VATICAN CITY (CNS) — When one is totally in love with the Lord, then poverty, chastity and obedience are not sacrifices, but vehicles of freedom, Pope Francis told consecrated men and women.
Celebrating the World Day for Consecrated Life, Pope Francis urged women and men religious to be people of hope, and he asked all Catholics to pray for the hundreds of thousands of women and men who continue to consecrate their lives totally to serving God and their brothers and sisters.
Led by candle-bearing men and women from a variety of religious orders, Pope Francis processed into a darkened St. Peter’s Basilica Feb. 1 for a vigil celebration of Candlemas — the feast of the Presentation of the Lord — and the Vatican celebration of the World Day for Consecrated Life.
And, on the feast day itself, Feb. 2, he spoke about how every member of the church has a role to play in sharing the good news of salvation in Christ.
After reciting the Angelus prayer on the feast day, he asked people in St. Peter’s Square to join him in praying a Hail Mary for “the consecrated men and women who do so much work, so often hidden.”
In his homily at the Mass with religious the evening before, Pope Francis focused on the figures of Simeon and Anna, who were present in the Temple when Mary and Joseph brought the baby Jesus. Simeon and Anna, who dedicated their lives to prayer, recognized Jesus as the Messiah.
Simeon says that he can die in peace because he had seen “the grace that was worth more than life,” the pope said.
Religious men and women and consecrated virgins also “caught sight of the treasure worth more than any worldly good,” Pope Francis said. “And so, you left behind precious things such as possessions, such as making a family for yourselves.”
“You fell in love with Jesus, you saw everything in him, and enraptured by his gaze, you left the rest behind. Religious life is this vision,” he said.
A key to perseverance and joy in religious life is to be always aware of the presence of God’s grace, the pope told the religious. “The tempter, the devil, focuses on our ‘poverty,’ our empty hands,” the things one did not achieve, the lack of recognition and the struggles one has had.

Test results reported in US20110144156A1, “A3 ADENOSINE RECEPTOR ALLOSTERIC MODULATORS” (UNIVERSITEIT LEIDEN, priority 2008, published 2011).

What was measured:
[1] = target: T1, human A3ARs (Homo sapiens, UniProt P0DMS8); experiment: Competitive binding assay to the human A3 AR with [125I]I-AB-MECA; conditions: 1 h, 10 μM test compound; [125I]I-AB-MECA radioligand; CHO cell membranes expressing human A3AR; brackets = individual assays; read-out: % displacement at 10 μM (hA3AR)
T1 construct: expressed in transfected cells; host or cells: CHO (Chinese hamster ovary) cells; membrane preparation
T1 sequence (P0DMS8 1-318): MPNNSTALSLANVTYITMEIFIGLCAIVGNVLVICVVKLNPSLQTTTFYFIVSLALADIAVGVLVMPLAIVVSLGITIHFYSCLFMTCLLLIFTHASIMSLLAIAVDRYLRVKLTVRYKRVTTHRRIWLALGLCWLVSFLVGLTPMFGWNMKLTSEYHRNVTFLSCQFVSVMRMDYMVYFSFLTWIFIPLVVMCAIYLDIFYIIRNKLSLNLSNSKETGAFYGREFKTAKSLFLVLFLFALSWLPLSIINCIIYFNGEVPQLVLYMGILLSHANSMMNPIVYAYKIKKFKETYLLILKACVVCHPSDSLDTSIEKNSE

A temptation that every Christian, including religious, experiences is that of seeing life in a “worldly way” rather than focusing on God’s grace at work. When that happens, the pope said, people go off “in search of something to substitute for it: a bit of fame, a consoling affection, finally getting to do what I want.”
Focus on God’s enduring love is the only antidote, the pope said. “If consecrated life remains steadfast in love for the Lord, it perceives beauty. It sees that poverty is not some colossal effort, but rather a higher freedom that God gives to us and others as real wealth. It sees that chastity is not austere sterility, but the way to love without possessing. It sees that obedience is not a discipline, but is victory over our own chaos, in the way of Jesus.”
Simeon was able to recognize the Messiah because he had been looking for him, the pope said. He never lost hope.
“Looking around, it is easy to lose hope: things that don’t work, the decline in vocations,” the pope said, but a life devoid of hope is a worldly one, not one focused on Jesus and trust in God’s love and fidelity.
“We become blind if we do not look to the Lord every day, if we do not adore him,” the pope told the religious. “Adore the Lord.”
— By Cindy Wooden, Catholic News Service.